concise, and exact terms in conjunction with the accom
face of the arm is adjacent the cold junction and the
panying drawings wherein:
other face adjacent the hot junction; and that it is neceS~
FIGURE l represents a perspective partial view of a
sary to insulate these junctions from each other both
lem becomes apparent. Any structure provided for ori 35 invention;
FIGURE 2 is a cross sectional view taken on line
enting and insulating the thermoelectric arms employed,
II-II of FIGURE l illustrating schematically the struc«
must be simple in fabrication and maintenance in order
tural interrelationshi-p of the thermoelectric components,
to attain a commercially economical apparatus, must
the thermal insulation and the panel; and
have desired structural strength and must provide for
FIGURE 3 is a cross sectional view similar to FIG
effective heat transfer ‘from the junctions to a desired 40
URE 2 illustrating use of a multiple layered reflective
surface with minimum losses.
It is with the above problems in mind that the present
Referring now more particularly to the drawings, like
means have been evolved, means implementing the ori
numerals in the iigures will be employed to designate
entation of thermoelectric elements so that they may be
coupled together into a battery or pile of hermoelectric 45 like parts.
As best seen in the drawings, the panel 10 is formed
coupled together into a `battery or pile of thermoelectric
with an upper wall 11 spaced from a lower wall 12, with
couples being thermally and electrically insulated from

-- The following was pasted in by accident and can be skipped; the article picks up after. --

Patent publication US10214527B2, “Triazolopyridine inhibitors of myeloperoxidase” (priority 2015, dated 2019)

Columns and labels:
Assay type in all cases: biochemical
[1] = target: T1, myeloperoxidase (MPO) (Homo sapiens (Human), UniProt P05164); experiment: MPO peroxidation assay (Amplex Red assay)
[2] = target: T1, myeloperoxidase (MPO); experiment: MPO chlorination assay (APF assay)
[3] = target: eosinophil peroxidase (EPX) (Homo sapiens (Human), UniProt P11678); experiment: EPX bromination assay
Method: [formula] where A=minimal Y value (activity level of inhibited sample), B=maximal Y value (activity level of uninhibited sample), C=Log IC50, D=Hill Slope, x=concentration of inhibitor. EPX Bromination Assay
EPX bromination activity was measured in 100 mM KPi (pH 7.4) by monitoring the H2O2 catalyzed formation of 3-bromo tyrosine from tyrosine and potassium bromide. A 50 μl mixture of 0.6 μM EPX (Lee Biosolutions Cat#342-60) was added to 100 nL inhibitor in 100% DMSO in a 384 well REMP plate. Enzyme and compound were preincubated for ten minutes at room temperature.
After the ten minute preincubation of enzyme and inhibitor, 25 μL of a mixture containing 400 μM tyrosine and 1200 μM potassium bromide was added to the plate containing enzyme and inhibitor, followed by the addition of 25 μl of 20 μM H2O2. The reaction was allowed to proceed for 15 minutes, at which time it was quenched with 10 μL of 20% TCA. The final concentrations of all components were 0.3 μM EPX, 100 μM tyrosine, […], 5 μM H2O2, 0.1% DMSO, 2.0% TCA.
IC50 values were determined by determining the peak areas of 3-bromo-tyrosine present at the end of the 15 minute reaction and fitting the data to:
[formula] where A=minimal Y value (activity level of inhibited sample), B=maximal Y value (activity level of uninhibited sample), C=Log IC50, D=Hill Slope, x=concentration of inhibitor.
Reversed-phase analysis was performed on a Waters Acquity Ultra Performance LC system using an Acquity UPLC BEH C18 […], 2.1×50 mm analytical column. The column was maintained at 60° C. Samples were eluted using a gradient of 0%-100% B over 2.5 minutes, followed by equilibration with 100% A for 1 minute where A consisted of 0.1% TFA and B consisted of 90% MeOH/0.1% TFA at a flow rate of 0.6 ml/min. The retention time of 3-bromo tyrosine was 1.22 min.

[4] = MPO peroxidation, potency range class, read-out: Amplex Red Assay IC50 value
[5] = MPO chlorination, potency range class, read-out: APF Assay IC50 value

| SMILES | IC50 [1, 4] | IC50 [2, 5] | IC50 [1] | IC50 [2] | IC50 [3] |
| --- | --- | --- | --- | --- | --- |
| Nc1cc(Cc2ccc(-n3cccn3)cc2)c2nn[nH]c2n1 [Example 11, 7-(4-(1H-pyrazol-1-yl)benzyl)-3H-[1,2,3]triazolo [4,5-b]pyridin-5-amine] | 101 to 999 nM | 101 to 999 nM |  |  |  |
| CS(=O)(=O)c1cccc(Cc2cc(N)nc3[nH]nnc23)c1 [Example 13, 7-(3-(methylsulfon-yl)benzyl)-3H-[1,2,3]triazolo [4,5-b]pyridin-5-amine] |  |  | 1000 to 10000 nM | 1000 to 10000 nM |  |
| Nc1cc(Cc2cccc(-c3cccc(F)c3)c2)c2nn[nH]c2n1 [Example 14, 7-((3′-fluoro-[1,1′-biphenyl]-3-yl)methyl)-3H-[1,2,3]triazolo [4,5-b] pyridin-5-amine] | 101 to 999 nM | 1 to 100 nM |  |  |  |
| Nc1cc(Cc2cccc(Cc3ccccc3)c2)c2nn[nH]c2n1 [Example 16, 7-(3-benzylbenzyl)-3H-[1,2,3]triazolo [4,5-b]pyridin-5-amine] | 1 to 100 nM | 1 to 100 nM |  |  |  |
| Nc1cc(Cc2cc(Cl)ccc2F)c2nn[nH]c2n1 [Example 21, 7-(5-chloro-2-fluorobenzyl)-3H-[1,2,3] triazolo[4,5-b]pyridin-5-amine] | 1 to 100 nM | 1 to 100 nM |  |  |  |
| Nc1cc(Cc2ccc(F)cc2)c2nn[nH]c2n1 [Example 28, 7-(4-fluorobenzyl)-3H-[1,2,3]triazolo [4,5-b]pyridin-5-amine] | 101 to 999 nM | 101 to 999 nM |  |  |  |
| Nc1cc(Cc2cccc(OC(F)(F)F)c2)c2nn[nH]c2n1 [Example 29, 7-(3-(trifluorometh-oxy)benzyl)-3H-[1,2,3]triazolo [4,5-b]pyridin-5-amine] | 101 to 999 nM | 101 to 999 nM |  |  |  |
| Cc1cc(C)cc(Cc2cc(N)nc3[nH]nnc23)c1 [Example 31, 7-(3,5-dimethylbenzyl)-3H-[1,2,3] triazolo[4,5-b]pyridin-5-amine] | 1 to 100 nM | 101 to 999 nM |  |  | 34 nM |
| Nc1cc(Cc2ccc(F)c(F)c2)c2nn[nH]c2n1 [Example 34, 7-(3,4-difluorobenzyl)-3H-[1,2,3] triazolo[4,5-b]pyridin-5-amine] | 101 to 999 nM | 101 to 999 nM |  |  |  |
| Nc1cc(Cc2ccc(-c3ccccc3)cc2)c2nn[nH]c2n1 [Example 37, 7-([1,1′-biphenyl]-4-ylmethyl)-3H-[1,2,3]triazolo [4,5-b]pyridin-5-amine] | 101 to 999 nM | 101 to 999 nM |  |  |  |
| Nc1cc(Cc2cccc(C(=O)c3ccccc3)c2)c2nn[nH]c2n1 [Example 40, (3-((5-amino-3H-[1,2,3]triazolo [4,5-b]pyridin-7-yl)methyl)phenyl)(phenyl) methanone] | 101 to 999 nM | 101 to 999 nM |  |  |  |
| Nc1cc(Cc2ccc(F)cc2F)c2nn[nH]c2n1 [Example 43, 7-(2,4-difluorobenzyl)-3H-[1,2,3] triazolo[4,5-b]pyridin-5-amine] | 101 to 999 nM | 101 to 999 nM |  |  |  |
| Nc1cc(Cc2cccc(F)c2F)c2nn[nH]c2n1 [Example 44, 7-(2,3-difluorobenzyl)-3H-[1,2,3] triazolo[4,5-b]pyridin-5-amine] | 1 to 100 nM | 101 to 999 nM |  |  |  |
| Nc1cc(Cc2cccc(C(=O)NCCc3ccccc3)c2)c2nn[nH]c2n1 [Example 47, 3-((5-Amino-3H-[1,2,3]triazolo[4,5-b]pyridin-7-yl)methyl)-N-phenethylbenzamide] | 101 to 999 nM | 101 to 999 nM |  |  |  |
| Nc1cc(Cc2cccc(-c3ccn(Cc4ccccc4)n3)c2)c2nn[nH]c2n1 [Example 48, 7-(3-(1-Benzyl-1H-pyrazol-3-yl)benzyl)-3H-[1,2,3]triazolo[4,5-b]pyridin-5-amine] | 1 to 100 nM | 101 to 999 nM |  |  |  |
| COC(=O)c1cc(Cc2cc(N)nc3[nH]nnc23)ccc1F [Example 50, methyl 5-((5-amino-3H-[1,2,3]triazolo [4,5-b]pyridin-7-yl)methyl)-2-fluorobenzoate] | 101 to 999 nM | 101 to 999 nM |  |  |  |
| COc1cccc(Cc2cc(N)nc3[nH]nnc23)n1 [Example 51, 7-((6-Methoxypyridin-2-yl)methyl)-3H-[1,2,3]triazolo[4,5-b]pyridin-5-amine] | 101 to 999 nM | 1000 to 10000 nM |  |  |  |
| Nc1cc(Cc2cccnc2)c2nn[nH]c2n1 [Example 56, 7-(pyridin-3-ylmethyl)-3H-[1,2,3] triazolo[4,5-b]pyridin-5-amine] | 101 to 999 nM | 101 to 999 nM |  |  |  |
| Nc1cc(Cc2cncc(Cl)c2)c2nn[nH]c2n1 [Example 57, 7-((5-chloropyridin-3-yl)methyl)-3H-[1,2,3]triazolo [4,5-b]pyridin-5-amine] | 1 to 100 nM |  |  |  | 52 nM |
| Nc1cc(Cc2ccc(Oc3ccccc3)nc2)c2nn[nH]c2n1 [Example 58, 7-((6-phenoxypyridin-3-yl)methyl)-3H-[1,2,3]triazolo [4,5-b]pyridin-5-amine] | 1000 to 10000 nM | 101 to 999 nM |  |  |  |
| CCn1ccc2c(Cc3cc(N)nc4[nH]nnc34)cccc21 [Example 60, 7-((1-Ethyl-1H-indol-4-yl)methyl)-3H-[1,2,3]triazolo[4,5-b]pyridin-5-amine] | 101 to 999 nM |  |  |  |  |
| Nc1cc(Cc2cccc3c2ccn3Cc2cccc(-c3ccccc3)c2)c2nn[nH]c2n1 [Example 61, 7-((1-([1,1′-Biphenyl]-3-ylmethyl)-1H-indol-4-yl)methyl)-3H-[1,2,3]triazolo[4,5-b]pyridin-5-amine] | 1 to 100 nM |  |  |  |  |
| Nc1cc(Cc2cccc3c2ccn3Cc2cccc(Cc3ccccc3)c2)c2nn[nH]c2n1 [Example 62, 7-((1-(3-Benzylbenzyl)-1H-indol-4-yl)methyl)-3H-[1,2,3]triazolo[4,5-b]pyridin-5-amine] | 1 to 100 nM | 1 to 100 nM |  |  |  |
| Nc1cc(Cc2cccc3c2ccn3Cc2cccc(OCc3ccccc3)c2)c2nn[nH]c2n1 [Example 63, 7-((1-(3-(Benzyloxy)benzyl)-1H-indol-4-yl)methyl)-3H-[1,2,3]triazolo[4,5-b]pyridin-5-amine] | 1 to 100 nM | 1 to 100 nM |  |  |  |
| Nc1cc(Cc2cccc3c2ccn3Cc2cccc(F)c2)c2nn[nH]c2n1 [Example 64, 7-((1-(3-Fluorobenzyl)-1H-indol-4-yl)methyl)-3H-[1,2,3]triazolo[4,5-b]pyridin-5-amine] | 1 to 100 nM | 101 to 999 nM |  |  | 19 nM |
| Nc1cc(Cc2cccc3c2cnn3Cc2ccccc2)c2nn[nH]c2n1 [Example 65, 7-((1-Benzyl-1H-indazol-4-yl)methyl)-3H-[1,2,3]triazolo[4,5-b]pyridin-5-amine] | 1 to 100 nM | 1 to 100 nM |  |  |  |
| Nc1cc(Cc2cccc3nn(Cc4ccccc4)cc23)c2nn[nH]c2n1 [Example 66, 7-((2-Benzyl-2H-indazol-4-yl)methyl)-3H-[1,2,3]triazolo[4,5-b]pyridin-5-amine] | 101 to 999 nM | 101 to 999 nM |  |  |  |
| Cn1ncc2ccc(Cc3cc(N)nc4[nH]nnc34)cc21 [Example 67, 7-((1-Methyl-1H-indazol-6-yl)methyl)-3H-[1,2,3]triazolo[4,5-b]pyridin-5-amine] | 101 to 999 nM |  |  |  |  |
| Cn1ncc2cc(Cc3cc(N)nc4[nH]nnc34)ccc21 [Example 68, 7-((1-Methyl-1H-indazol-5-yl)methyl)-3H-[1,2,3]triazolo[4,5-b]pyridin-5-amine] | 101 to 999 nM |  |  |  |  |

the edges `of said Wall meeting at seam 13 formed about
the cold junctions, in a compact structurally strong panel
the periphery thereof. In a preferred embodiment of the
with the thermoelectric elements providing structural
50 invention, the Walls 11 and 12 of the panel 10 are Iformed
of sheets olf copper nickel, stainless steel, or aluminum,
It is accordingly a primary object of this invention
or the like sheet materials having a high thermal conduc
to provide improved means for conjoining a plurality
tivity. The interior surface of the envelope formed vby
of thermoelectric couples into a battery.
Walls 11 ‘and 12 is electrically insulated by means of insu
Another object of the invention is to provide an im
proved panel serving to implement the pumping of heat 55 lation 14. This is most elïectively accomplished `by
coating the interior «surface of the wall with an electrical
between opposite sides of said panel.
A further object of the invention is to provide an
improved means for insulating the hot junctions from the
cold junctions of a Ibattery of thermoelectric couples.
insulating material such as flake mica embedded in a par
tially polymerized epoxy resin where copper nickel is
employed for the Walls; or glass enamel kwhere aluminum
An additional object of the invention is to provide a
is employed. It Will be apparent to those skilled in the
lightweight, compact, structurally strong thermal insulat 60 art that separate insulating materials may be employed in
ing panel.
These and other objects of the invention which will
become apparent from the following speciñcation and
claims are achieved by forming a panel member in the 65
shape of an envelope comprising two spaced sheetlike
walls of metal or the like. Between these walls, the
thermoelectric arms employed are sandwiched with the